What I've noticed is that it seems most of the folks on this forum are deathly afraid of what might happen when something breaks on one of these w212 cars if they don't have some sort of full warranty coverage to back them up. Coming from the w202 community, nobody had any sort of warranty and the general consensus was that if something breaks or you need to have maintenance done, you would be much better off if you did it yourself or took it to a good indy mechanic. I've been doing most of my own maintenance on all my vehicles for the last 40 years, and while I'm no pro, I can do a good amount of the common stuff like spark plug changes, brakes, belts, hoses and even charge up A/C systems.

To say that MB is building a car that can only last 50K miles before you need to toss it is pretty ridiculous, especially since they cost well over 50 grand. That doesn't make much sense as a business model especially since they have to compete with every other manufacturer making cars close to that price range. From what I have seen of MB cars (neighbor has a 2003 clk320), they are actually designed to facilitate routine maintenance. Somebody should have explained this to Ford when they designed their trucks so that removing the back sets of plugs involved laying across the engine after you removed half of it that interfered. That is just one example, but from working on Benz's for the last couple of years and working on a Volvo for about 12 years, I can tell you that Euro cars actually have more thought put into them regarding how this thing will need to be fixed than American cars for sure and maybe some of the Japanese cars as well.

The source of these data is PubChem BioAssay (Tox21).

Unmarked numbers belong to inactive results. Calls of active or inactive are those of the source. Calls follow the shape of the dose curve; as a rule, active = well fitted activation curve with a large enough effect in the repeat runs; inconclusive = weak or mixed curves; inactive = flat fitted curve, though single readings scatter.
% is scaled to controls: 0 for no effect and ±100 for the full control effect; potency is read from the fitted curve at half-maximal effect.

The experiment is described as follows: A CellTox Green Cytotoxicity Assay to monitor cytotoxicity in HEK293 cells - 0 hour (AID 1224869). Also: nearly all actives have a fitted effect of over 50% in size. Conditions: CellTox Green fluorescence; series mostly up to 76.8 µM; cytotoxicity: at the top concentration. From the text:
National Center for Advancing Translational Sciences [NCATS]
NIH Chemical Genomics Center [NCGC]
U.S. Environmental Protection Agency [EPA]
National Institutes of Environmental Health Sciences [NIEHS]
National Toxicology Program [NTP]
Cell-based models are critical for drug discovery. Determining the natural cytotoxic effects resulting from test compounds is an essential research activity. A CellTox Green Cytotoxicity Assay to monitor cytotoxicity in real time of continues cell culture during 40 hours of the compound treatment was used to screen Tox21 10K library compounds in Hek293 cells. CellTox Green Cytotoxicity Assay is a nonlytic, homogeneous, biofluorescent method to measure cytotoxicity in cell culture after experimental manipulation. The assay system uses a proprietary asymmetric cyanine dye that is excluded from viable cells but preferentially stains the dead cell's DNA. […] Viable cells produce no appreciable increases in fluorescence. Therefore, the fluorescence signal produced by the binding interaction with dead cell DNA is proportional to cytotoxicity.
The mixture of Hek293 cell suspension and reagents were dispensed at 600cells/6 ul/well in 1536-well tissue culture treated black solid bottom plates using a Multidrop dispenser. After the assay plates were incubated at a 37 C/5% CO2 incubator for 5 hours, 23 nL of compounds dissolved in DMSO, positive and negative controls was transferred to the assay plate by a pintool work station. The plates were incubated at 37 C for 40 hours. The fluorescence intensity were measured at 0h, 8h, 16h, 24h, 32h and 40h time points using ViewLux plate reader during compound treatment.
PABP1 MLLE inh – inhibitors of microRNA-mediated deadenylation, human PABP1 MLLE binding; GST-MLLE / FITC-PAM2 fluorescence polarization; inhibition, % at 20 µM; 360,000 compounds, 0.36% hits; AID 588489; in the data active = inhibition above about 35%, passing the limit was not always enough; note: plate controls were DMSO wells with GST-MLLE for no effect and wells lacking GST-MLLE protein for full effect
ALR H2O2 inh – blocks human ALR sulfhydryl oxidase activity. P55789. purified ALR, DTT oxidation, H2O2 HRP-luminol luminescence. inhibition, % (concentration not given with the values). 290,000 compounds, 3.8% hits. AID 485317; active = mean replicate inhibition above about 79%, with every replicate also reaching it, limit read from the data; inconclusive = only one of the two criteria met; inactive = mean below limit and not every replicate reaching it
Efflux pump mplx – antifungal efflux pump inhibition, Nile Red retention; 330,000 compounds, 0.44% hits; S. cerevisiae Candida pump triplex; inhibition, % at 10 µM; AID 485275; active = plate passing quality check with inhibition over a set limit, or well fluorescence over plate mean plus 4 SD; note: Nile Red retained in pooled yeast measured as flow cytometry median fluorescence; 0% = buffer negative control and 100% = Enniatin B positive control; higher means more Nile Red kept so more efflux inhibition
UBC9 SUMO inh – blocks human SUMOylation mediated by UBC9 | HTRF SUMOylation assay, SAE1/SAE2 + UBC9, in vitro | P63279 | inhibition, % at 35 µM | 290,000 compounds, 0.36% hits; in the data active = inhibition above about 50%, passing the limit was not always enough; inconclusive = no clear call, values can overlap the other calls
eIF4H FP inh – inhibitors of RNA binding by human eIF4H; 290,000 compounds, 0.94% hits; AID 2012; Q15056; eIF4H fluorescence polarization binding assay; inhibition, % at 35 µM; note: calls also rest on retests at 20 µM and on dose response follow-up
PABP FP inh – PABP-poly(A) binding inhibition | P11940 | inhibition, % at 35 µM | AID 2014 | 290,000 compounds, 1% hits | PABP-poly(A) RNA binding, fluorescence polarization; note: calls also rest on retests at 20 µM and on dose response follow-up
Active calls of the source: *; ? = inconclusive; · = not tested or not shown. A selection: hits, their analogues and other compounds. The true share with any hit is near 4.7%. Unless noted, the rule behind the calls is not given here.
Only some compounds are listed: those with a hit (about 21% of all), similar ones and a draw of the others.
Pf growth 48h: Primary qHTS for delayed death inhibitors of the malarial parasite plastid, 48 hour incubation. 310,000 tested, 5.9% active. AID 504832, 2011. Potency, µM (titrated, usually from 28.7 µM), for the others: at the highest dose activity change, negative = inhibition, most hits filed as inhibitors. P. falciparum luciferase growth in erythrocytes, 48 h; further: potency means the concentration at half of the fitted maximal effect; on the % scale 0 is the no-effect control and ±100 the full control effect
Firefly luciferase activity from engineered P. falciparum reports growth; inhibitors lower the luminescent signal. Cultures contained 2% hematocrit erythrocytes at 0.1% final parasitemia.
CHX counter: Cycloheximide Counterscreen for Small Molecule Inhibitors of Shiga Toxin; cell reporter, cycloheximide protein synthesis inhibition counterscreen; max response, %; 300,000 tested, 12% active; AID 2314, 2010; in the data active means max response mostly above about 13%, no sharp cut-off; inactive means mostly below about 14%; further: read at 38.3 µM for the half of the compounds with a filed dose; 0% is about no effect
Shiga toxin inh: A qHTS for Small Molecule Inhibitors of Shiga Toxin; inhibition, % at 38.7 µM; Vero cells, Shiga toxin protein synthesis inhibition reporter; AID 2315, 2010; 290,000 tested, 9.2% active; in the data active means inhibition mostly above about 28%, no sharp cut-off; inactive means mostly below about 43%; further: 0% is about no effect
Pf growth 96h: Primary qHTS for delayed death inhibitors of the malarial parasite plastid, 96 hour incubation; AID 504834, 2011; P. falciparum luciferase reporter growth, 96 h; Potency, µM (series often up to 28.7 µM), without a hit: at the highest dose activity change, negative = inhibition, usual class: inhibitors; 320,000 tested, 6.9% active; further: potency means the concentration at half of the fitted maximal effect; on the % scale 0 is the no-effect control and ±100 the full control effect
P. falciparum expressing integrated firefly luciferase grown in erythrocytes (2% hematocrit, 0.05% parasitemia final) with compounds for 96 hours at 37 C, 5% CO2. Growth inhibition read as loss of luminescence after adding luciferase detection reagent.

For sure, the quality of all cars has gone up in the last ten years and much more so in the last 20-30. The 80's and 90's American cars were mostly the pits. The Japanese led the change, we followed. The Europeans also had their fair share of clunkers. Anybody have a Saab? Even brands like Acura had problems. Wife had a 2003 that had one of their infamous bad 5 speed trans-axles go at about 63K. Thankfully Acura picked up the bill on that one, would have been about 3500. We ended up dumping it after that for a 2006 since they had gotten past those problems and it has been mostly trouble free. Though I have had to replace the blue-tooth unit as well as send out the nav DVD player to be fixed. Don't know what those two would have cost, but I would guess 3-400 on the bluetooth and probably 500+ on the Nav DVD. I think it cost me about 100 for the bluetooth and 250 for the Nav rebuild. My Toyota has had a long standing issue with draining it's battery if left sitting. Never been able to find out where the issue is. It can kill a battery in a year. Now it sits with a plug in battery maintainer and I don't worry about it or replace batteries. It has also had a bad sensor for TPMS and the winshield washer for years, I just don't pay much attention, it still starts and drives fine.